European stocks may open a tad higher on Friday after data from IHS Markit showed China’s manufacturing sector expanded at the fastest pace since early 2017 in October, signaling an improvement in operating conditions for three months running.
The manufacturing PMI rose to 51.7 from 51.4 in September with the latest improvement the strongest since February 2017 as output and new orders both expanded at steeper rates.
Elsewhere, Japanese factory activity sank to more than a three-year low in October in a fresh warning sign for the world’s third-largest economy.
Closer home, IHS Markit is slated to publish U.K. factory PMI data for October later in the day. The manufacturing PMI is forecast to fall to 48.2 from 48.3 in September.
Across the Atlantic, the Labor Department’s closely watched monthly jobs report is likely to be in focus, overshadowing separate reports on manufacturing activity and construction spending.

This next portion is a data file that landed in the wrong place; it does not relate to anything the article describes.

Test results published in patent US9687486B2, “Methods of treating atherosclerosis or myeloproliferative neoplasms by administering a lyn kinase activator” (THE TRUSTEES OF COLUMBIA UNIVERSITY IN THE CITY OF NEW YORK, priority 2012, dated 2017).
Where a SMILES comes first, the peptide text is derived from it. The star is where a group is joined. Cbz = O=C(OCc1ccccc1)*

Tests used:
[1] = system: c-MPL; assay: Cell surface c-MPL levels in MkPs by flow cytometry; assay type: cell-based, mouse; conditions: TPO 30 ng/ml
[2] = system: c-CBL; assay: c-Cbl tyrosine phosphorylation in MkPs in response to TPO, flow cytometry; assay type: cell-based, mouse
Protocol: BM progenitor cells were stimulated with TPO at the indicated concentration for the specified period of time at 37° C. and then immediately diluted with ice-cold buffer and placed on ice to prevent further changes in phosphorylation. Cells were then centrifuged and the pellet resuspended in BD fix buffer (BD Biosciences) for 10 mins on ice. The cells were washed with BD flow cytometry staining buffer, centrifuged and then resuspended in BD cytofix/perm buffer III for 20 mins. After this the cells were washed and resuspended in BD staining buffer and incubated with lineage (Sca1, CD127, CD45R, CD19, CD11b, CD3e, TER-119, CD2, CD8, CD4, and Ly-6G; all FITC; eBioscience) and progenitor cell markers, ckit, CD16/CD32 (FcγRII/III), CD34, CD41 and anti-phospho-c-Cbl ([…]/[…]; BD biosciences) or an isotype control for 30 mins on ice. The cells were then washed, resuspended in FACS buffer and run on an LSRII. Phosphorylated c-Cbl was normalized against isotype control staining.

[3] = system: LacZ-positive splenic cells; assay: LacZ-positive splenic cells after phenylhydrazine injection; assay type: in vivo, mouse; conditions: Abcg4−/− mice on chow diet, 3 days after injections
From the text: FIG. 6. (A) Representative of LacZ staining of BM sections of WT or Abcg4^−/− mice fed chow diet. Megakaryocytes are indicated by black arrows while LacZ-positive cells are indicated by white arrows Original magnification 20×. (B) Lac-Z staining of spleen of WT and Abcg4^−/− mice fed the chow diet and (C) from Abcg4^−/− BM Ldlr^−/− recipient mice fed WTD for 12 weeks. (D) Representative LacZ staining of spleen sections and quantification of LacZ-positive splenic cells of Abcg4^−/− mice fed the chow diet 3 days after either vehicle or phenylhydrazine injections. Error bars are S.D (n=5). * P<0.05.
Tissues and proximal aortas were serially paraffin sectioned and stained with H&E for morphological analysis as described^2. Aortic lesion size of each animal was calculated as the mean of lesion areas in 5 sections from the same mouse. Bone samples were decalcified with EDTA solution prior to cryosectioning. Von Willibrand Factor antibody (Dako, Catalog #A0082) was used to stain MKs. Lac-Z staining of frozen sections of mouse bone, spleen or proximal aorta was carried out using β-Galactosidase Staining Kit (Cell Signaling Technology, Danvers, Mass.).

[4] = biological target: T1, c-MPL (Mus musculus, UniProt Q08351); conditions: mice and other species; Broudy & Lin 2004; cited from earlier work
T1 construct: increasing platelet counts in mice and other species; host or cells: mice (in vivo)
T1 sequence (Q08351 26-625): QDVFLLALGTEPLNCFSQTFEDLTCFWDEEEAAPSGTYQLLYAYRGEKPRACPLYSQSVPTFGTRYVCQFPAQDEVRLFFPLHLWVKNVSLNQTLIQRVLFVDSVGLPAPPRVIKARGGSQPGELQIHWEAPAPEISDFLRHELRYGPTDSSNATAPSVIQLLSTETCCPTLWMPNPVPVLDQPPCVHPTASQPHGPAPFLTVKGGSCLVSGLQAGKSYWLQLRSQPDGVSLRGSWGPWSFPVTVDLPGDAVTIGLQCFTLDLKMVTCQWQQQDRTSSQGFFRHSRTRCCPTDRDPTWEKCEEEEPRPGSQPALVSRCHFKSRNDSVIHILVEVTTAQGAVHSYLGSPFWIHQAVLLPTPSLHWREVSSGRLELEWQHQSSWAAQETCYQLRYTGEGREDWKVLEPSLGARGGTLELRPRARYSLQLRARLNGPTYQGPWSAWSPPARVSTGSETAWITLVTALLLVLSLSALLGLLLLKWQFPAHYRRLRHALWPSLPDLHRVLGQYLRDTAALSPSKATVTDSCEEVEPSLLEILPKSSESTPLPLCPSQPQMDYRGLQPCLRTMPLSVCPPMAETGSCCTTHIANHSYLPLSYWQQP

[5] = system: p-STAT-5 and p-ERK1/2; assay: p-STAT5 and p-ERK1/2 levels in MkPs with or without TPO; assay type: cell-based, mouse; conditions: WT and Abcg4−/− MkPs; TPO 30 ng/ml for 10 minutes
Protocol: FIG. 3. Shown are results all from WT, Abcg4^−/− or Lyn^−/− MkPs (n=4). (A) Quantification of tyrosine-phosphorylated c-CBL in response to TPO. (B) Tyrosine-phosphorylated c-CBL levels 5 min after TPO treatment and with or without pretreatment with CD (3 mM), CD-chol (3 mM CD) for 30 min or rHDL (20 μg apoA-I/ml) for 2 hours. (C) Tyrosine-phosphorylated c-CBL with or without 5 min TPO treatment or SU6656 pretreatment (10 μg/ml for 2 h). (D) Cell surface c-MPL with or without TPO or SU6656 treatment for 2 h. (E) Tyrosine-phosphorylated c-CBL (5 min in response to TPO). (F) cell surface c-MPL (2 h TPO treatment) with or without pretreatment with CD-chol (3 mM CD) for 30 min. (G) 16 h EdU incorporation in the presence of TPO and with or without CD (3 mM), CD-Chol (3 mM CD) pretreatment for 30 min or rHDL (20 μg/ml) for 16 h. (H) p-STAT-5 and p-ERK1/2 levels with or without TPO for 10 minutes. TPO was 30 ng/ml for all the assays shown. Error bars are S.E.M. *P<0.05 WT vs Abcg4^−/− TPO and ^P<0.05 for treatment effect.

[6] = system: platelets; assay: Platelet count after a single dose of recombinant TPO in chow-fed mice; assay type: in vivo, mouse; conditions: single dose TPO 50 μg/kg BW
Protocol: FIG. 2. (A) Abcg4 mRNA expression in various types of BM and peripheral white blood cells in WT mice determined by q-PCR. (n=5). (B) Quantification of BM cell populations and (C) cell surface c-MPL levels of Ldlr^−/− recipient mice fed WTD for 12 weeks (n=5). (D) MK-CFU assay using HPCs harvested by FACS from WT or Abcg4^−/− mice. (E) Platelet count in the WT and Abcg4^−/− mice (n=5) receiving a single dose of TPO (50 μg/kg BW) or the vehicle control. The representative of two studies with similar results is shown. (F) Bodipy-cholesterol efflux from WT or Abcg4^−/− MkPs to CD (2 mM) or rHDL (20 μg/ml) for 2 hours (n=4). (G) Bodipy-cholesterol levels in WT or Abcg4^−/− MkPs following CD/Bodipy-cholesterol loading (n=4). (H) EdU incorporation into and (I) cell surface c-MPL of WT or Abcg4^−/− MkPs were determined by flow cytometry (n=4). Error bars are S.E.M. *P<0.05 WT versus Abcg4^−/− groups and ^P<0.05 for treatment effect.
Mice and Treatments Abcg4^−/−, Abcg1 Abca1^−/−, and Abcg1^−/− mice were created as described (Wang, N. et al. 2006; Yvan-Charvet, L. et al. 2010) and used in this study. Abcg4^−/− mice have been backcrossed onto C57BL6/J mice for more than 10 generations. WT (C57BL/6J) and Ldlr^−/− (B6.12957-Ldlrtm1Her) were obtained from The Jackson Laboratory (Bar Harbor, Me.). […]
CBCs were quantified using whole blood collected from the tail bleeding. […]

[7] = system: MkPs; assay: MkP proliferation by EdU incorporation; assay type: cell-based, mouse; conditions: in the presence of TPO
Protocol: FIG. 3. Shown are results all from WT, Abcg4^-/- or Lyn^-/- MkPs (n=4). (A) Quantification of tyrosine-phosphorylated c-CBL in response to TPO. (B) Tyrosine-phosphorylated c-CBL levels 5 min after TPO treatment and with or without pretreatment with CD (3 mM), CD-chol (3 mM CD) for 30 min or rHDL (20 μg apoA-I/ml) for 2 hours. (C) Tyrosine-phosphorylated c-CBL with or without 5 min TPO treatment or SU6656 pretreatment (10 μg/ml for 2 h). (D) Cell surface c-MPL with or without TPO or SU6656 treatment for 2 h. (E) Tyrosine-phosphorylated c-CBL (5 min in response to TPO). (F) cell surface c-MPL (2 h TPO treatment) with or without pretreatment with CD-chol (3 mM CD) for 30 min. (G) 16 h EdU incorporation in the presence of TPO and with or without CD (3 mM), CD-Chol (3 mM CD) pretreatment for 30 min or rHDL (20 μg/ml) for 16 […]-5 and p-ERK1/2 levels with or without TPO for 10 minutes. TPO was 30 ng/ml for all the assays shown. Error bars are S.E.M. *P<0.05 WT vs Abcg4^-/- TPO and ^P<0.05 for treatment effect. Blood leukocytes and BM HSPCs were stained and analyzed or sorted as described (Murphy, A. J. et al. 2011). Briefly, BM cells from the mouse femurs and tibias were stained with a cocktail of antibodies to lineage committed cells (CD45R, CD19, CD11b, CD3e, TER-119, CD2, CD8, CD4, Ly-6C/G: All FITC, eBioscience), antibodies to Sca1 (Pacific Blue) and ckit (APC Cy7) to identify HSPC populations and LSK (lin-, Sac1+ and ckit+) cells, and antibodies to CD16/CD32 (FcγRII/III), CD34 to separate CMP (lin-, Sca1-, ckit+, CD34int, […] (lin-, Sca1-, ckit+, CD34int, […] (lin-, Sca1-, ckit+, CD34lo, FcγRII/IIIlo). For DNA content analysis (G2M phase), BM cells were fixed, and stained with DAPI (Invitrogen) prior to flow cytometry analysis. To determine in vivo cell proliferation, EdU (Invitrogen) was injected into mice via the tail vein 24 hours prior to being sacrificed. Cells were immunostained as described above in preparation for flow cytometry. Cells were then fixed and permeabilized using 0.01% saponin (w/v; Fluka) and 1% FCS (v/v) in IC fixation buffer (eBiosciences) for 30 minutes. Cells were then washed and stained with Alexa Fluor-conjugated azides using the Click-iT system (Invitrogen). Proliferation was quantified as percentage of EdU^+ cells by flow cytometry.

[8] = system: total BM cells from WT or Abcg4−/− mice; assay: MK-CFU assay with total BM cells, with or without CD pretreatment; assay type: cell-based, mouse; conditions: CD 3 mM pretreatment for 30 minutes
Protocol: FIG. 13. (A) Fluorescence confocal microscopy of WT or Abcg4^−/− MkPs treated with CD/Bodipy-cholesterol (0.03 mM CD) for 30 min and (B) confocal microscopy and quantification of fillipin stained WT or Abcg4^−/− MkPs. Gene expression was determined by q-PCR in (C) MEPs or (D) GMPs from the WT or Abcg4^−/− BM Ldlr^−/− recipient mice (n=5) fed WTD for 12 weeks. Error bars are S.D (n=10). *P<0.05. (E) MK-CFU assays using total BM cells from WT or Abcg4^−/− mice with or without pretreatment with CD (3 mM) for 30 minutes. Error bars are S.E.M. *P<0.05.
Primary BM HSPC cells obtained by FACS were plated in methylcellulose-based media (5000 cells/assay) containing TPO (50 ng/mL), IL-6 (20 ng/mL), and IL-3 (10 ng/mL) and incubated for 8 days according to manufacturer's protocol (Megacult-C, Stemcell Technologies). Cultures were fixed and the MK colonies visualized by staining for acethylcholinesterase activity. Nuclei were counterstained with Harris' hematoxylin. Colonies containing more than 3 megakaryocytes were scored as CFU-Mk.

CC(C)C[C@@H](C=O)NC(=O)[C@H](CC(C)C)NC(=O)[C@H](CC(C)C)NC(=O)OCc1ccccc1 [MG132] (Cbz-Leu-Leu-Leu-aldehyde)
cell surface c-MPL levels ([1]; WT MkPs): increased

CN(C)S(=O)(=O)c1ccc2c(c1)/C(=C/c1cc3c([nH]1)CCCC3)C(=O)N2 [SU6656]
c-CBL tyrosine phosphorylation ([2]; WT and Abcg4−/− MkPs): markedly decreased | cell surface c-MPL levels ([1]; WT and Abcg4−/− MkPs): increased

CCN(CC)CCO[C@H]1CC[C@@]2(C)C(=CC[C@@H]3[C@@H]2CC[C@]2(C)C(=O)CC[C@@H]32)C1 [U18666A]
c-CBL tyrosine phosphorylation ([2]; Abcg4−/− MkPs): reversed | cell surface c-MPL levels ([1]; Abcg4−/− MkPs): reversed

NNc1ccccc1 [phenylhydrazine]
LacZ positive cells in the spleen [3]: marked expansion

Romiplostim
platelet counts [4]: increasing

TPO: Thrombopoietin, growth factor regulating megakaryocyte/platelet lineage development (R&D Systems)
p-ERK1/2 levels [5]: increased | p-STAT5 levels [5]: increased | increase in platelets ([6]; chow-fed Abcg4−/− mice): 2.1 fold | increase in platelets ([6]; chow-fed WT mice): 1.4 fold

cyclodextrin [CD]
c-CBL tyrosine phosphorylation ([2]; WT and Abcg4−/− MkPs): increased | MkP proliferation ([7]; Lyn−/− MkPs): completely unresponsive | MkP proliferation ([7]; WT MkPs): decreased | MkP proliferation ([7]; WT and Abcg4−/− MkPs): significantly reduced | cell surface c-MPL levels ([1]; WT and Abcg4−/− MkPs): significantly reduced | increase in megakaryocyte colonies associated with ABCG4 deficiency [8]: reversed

Asian markets traded mixed after a Bloomberg report cast doubt on the prospects of a long-term U.S.-China trade deal. Investors appeared somewhat soothed by Trump’s comments that the U.S. and China are working on a new site to sign phase one of the trade deal.
The dollar hovered near a three-week low against the yen while gold edged down but remained on track for a second weekly gain amid increased uncertainty surrounding the U.S.-China trade deal.
Oil prices gained ground but remained on track for a weekly loss of about 4 percent on concerns over the outlook for energy demand.
U.S. stocks ended lower overnight as investors reacted to mixed earnings and more evidence of a slowdown in Chinese manufacturing activity.
Investors were also spooked by a new report from Bloomberg suggesting that Chinese officials are unwilling to budge on the thorniest issues and have cast doubts about reaching a comprehensive long-term trade